Michael Hudson also considers private banks to be parasites which I completely agree with because their loans are always exterior to the economic/productive process itself (because they are always either pre-production or post retail sale...commercial finance that only aggregates already created and saved money is a legitimate business model), but he like every other economic theorist I've followed never gets around to being a system's philosopher that analyses the philosophical concepts/paradigms that describe the most basic nature of the patterns they apply to and, mostly unconsciously, control our thinking regarding such system.

You have numerous times said economics needs a new paradigm, so why not investigate a new operant applied concept that REALLY changes things mentally and temporally instead of merely reforms a portion of the pattern...for a little while until its reversed like how Keynesianism got morphed into neo-liberal macro?

You once told me that I had "the worst case of verbal diarrhea you'd ever seen" which stylistically may be somewhat true (although its not my problem if people have difficulty holding several concepts in their minds simultaneously...even if they are all effective, historically verifiable and philosophically aligned) ...but that's actually just ad hominem not actually a valid economic critque.

So I challenge you to follow through with your own belief that we require a new paradigm by actually analyzing on that level and engaging me either here or via email at ataushumme@yahoo.com. And please remember I've always agreed with yours and others work, I'm merely asking that we look at things from a higher, more comprehensively effective level of analysis.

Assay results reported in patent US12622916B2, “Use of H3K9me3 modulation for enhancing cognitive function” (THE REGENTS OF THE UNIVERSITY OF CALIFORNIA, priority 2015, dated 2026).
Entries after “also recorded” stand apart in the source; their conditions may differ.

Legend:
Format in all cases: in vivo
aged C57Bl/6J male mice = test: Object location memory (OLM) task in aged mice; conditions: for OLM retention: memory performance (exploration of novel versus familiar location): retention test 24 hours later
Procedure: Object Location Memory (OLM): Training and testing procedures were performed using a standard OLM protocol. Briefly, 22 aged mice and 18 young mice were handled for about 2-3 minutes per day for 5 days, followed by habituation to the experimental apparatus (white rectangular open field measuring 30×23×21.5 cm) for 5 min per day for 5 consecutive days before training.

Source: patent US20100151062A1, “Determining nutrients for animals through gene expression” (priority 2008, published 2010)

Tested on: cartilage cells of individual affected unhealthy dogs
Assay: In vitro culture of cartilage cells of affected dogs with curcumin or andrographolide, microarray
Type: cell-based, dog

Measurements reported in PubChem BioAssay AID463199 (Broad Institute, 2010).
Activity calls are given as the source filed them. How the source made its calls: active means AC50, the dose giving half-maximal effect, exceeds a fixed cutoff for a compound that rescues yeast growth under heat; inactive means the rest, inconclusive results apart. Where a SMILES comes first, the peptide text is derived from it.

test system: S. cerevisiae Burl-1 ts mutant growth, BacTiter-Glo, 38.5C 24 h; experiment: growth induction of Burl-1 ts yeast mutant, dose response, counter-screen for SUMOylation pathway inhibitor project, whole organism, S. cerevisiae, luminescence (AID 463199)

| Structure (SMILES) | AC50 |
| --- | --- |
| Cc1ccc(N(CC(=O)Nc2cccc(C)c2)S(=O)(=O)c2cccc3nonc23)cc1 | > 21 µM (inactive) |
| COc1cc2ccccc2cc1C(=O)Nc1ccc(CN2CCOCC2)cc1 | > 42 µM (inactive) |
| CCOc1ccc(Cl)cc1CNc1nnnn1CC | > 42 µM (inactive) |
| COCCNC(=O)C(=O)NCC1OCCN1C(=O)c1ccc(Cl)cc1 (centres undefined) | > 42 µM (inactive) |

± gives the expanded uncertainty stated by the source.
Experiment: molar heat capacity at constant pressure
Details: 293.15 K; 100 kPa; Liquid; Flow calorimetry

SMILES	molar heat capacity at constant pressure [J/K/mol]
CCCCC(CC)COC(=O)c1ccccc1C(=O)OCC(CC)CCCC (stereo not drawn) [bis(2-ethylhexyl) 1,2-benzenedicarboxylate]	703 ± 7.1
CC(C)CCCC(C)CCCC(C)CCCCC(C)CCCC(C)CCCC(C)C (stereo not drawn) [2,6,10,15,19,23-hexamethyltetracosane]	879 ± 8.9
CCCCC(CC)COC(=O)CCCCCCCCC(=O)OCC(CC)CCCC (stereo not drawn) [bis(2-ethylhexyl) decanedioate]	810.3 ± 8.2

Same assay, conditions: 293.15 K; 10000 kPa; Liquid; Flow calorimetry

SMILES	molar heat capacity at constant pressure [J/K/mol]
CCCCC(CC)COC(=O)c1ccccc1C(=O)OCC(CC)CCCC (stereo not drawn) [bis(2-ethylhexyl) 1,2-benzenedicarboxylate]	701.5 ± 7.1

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I don't understand this:

"Treasury will become the new depository of choice for those who have the financial resources. Bank deposits will fall. And with them, bank holdings of reserves at the Fed."

If (Group A of) portfolio holders swap their M2/deposits with other (Group B) portfolio holders in exchange for bonds, the M2/deposits *don't disappear.* They just move to other accounts.

And their price doesn't, can't change. That is the defining characteristic of M2 instruments: their price is institutionally hard-pegged to the unit of account. One dollar in checking/money-market deposits is always worth $1.*

So if M2 doesn't disappear, neither do banks' offsetting MB/reserve holdings. ??

Meanwhile this round-robin of accounts swapping M2 for Ts will bid/ratchet up the prices hence total Q of (variable-priced!)Ts. So total assets/net worth increase.

The stock of M2/deposits/reserves would decrease if deposits actually disappeared in accounting writeoffs of depositors' balances. But the Fed seems unlikely to allow that to happen.

* That price-pegging is guaranteed and enforced by multiple private and public institutions, notably including but not limited to deposit insurance for bank accounts. When the $65-billion money market Reserve Fund/Primary Fund (not insured by the FDIC/FSLIC or any private bank-insurance institutions) “broke the buck” on September 15, 2008, only offering 97 cents in commercial-bank deposits for $1 in money-market deposits, the U.S. Treasury stepped in within 48 hours to guarantee and prop up the $1 share price of all money market funds. (The funds paid a fee for this temporary but mandatory insurance, dissolved in September 2009.) In practice, in normal times and even extraordinary ones, $1 in M assets always sells for $1 — by definition here, but more importantly by institutional enforcement. Fixed-price is M assets’ sine qua non — the thing that makes them what they are.

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